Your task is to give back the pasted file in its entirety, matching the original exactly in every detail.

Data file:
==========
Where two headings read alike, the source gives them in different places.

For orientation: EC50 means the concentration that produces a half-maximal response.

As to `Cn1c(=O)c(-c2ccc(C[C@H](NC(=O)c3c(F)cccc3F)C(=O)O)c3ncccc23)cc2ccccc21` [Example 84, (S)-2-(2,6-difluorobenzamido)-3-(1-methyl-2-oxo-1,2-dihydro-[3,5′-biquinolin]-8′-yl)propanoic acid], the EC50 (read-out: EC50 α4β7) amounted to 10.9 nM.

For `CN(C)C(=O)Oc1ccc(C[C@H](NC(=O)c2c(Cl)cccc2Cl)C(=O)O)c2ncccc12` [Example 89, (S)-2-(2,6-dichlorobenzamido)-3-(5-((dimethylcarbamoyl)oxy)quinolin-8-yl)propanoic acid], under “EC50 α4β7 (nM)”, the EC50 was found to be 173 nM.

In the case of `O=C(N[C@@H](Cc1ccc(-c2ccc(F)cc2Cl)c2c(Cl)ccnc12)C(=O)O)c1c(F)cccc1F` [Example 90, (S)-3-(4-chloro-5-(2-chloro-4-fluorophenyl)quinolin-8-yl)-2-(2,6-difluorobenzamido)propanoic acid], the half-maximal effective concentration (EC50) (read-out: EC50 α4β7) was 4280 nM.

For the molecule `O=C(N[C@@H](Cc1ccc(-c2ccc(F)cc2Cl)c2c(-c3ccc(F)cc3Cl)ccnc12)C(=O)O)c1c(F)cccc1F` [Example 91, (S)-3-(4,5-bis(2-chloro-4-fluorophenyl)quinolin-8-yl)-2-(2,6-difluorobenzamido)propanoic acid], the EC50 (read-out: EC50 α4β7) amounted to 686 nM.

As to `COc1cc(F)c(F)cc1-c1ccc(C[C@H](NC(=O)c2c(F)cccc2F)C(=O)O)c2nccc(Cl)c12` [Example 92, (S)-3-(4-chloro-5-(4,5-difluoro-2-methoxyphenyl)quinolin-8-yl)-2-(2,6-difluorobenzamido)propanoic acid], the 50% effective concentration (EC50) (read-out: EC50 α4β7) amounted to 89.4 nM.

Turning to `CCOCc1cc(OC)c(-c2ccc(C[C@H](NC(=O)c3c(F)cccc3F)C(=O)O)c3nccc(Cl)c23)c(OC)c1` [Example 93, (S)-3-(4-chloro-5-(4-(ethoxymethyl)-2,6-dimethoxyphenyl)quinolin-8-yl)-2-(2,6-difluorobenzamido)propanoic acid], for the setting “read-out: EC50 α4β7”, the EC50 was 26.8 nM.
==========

Where two headings read alike, the source gives them in different places.

For orientation: EC50 means the concentration that produces a half-maximal response.

As to `Cn1c(=O)c(-c2ccc(C[C@H](NC(=O)c3c(F)cccc3F)C(=O)O)c3ncccc23)cc2ccccc21` [Example 84, (S)-2-(2,6-difluorobenzamido)-3-(1-methyl-2-oxo-1,2-dihydro-[3,5′-biquinolin]-8′-yl)propanoic acid], the EC50 (read-out: EC50 α4β7) amounted to 10.9 nM.

For `CN(C)C(=O)Oc1ccc(C[C@H](NC(=O)c2c(Cl)cccc2Cl)C(=O)O)c2ncccc12` [Example 89, (S)-2-(2,6-dichlorobenzamido)-3-(5-((dimethylcarbamoyl)oxy)quinolin-8-yl)propanoic acid], under “EC50 α4β7 (nM)”, the EC50 was found to be 173 nM.

In the case of `O=C(N[C@@H](Cc1ccc(-c2ccc(F)cc2Cl)c2c(Cl)ccnc12)C(=O)O)c1c(F)cccc1F` [Example 90, (S)-3-(4-chloro-5-(2-chloro-4-fluorophenyl)quinolin-8-yl)-2-(2,6-difluorobenzamido)propanoic acid], the half-maximal effective concentration (EC50) (read-out: EC50 α4β7) was 4280 nM.

For the molecule `O=C(N[C@@H](Cc1ccc(-c2ccc(F)cc2Cl)c2c(-c3ccc(F)cc3Cl)ccnc12)C(=O)O)c1c(F)cccc1F` [Example 91, (S)-3-(4,5-bis(2-chloro-4-fluorophenyl)quinolin-8-yl)-2-(2,6-difluorobenzamido)propanoic acid], the EC50 (read-out: EC50 α4β7) amounted to 686 nM.

As to `COc1cc(F)c(F)cc1-c1ccc(C[C@H](NC(=O)c2c(F)cccc2F)C(=O)O)c2nccc(Cl)c12` [Example 92, (S)-3-(4-chloro-5-(4,5-difluoro-2-methoxyphenyl)quinolin-8-yl)-2-(2,6-difluorobenzamido)propanoic acid], the 50% effective concentration (EC50) (read-out: EC50 α4β7) amounted to 89.4 nM.

Turning to `CCOCc1cc(OC)c(-c2ccc(C[C@H](NC(=O)c3c(F)cccc3F)C(=O)O)c3nccc(Cl)c23)c(OC)c1` [Example 93, (S)-3-(4-chloro-5-(4-(ethoxymethyl)-2,6-dimethoxyphenyl)quinolin-8-yl)-2-(2,6-difluorobenzamido)propanoic acid], for the setting “read-out: EC50 α4β7”, the EC50 was 26.8 nM.